(The issue here, I believe, is that closing a post office requires the Postal Service to follow a series of steps outlined in the law. If a post office is replaced by an alternate access facility and either the Postal Service or the supplies wants to close the facility, there are no procedures for it in the law. So the Postal Service could say, look, we’ve provided an alternative to the post office, but then that alternative might be short-lived and there’s no process to evaluate the closing. It was a good question and got a snotty answer.)
20-22. In response to questions about whether there would be a blue collection box at Village Post Offices and Alternate Access Sites, and if so, how the mail would be collected, Boldt said if there were a box, collection procedures would be in accordance with existing policies. (The question is about the security of the mail. It’s implying that the manager of a VPO does not have the authority to collect mail from the box.)
23. The Limited Representative asked about consolidation of Business Mail Entry Units. Boldt replied that BMEU’s were outside the scope of the RAOI, but it was reasonable to assume there would be further consolidations of these units, and if one were in a post office that closed, its responsibilities would be transferred to another unit.
24. The Limited Participant asked about the training required of a postal window clerk as opposed to that required for someone operating a Village Post Office. Boldt replied that the training for a clerk would be more extensive, and that the level of training would vary, depending on the type of service: training for a CPU is more extensive than for a VPO, which is more extensive than stamps on consignment.
25. The Limited Participant asked for a description of the training and oaths that are required of all employees, contractors, and operators that have custody of the mail with respect to the security of the mail and sanctity of First-Class Mail. Boldt replied that the question was irrelevant, and he would not provide any information about how people the Postal Service contracts to handle the mail are trained.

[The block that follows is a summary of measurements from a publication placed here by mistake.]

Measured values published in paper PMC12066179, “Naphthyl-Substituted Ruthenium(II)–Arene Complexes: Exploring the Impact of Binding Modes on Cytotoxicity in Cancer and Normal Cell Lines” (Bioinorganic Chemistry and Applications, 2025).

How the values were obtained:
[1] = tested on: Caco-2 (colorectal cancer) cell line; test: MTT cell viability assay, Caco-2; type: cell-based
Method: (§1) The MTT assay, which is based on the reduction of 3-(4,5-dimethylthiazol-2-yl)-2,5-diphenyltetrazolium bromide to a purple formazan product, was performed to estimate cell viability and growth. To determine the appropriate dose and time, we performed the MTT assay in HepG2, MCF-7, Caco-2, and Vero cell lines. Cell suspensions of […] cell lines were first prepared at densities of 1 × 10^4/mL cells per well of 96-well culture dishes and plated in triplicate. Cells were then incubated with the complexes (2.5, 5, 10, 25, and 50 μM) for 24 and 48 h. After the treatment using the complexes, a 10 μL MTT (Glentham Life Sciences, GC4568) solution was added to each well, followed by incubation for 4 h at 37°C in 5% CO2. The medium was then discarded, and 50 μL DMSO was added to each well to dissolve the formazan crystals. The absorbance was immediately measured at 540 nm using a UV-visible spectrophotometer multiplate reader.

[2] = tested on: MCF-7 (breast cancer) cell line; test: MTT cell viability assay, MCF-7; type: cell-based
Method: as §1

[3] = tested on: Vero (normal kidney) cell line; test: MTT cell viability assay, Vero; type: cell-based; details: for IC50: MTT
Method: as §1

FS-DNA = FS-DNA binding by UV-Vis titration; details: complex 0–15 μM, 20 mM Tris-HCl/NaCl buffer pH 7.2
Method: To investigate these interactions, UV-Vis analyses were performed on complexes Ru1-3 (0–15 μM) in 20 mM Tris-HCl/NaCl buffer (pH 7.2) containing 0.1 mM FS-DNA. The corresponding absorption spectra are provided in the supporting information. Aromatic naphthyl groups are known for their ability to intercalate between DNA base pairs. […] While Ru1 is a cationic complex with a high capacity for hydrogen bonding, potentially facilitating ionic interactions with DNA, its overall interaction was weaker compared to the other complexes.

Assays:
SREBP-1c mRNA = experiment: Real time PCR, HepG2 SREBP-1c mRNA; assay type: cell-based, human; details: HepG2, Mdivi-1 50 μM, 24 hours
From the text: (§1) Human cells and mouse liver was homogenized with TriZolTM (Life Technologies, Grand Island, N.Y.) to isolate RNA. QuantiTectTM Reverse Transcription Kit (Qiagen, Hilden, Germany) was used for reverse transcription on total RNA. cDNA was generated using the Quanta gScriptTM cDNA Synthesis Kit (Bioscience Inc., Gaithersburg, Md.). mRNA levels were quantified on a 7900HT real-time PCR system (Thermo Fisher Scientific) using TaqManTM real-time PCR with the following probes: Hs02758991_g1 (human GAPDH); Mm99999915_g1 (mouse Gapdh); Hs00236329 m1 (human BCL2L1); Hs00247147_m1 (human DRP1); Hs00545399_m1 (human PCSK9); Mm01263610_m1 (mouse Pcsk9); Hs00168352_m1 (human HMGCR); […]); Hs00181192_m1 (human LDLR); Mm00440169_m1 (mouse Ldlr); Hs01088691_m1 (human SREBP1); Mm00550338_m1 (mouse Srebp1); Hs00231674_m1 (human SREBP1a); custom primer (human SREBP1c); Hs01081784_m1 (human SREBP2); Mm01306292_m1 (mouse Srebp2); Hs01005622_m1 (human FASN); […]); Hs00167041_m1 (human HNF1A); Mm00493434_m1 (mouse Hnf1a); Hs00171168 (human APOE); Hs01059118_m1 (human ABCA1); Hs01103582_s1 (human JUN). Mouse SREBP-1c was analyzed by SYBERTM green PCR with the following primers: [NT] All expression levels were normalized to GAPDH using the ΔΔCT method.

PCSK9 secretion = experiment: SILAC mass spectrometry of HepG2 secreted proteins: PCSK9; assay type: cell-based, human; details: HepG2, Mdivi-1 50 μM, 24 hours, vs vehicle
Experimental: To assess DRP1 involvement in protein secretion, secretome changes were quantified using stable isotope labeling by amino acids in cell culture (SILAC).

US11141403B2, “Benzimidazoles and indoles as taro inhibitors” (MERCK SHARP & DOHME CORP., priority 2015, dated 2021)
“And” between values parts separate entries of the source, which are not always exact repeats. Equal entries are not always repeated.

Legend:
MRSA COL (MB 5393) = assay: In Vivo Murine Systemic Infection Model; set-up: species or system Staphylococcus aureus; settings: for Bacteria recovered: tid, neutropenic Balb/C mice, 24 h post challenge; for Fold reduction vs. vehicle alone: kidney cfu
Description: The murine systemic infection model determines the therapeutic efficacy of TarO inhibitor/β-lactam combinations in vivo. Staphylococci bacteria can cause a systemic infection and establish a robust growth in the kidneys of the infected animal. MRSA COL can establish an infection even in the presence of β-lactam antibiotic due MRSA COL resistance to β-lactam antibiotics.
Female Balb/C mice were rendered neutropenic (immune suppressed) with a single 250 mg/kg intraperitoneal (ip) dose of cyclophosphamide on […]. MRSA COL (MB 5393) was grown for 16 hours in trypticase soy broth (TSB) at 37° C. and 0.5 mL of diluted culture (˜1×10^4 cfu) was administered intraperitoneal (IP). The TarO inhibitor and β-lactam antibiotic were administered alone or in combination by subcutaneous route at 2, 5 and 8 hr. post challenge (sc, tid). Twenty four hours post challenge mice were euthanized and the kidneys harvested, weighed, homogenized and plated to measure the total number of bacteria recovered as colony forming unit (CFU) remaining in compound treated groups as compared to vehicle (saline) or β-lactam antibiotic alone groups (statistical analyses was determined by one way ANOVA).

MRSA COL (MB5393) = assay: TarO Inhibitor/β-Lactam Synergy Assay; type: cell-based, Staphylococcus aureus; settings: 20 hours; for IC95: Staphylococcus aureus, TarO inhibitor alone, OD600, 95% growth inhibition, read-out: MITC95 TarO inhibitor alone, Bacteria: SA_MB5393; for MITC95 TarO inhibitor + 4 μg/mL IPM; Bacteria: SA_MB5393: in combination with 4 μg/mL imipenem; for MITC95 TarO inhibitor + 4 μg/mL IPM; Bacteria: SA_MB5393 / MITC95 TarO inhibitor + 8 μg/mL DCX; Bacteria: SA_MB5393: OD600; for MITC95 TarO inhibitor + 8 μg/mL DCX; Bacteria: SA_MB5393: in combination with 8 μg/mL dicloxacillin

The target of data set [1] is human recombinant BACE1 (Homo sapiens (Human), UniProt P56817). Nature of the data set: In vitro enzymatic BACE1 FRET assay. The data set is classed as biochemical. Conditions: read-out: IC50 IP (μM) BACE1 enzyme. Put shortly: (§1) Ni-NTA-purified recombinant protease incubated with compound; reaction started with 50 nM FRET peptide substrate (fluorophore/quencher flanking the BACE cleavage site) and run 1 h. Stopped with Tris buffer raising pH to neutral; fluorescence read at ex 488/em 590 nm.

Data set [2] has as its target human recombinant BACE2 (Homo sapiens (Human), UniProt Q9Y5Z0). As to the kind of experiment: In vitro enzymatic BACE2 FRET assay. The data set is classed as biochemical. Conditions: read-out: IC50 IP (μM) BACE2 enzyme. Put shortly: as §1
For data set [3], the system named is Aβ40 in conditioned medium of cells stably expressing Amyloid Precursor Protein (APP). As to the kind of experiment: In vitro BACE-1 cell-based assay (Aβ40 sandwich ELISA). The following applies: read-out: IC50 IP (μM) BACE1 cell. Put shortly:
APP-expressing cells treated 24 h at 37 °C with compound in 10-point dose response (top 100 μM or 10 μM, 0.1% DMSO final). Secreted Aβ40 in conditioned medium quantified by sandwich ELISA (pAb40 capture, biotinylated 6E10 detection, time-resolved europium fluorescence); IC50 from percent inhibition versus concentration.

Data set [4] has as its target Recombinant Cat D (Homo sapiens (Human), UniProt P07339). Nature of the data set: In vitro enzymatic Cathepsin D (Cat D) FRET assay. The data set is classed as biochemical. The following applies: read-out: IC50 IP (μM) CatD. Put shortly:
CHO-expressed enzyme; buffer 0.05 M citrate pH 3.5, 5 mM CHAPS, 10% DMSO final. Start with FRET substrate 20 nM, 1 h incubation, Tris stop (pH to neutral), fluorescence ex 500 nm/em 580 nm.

26. The Limited Participant asked about payment arrangements for the Village Post Office. Boldt replied:
For VPOs, see the response to POIR 1, Question 12.
Contract Postal Unit operators are compensated in accordance with contracts with the Postal Service.
Approved Shippers are provided signage, but are otherwise not compensated.
A fixed rate commission is paid for management of the consignment program and maintaining relationships with consignees (retailers). Select consignment retailers are compensated by USPS for achieving specific levels of sales performance. Consignees receive signage from the Postal Service.
27. What services would and would not be available at a Village post Office? See reply to similar question by the Public Representative.
Boldt Replies to Limited Participant questions 28 – 32[The original document is here.]
28. The LR asked about a scenario in which Post Office A is discontinued or consolidated and its delivery functions [post office box and carrier delivery, if any] are transferred to Post Office B such that the customer will utilize a post office box physically located at Post Office B or be served by a delivery carrier on a route now originating at Post Office B. Further assume that the customer’s original address had a last line of “Town A, NJ 07688”. Will it be possible for the customer to maintain their same address that they had before the discontinuance or consolidation of Post Office A, namely a last line of “Town A NJ 07688” and also maintain the rest of the address the same. The processing plant will be programmed to send mail addressed to Town A NJ 07688 physically to Post Office B [ZIP Code 07633] where employees of Post Office B will place this mail in the box section for the transferred customers as well as having the carriers deliver the mail on routes originating at Post Office B. If so, will the Postal Service utilize this procedure of making the change transparent to the customers of Post Office A? If not, why not?
(a) It will be possible in this hypothetical if the Postal Service adopts polices and procedures to make it possible in that circumstance.
(b) In the hypothetical you pose, that will be a possibility.
29. Please confirm, or explain if you are unable to confirm, that the BRICK & MORTAR / RETAIL COUNTER column applies to all independent post offices and classified stations/branches and only to this type of facility. Please advise the types of facilities that are included in the BRICK & MORTAR / CONTRACT POSTAL CENTER column.
If all of the Alternate Access Sites are not included in the Contract Postal Center column, please provide the similar data for each of the types of Alternate Access Sites.
(a) That is the intent.
(b) Contract Postal Units.
(c) Approved Shippers accept mail and sell postage and packaging. Consignment operations sell postage stamps.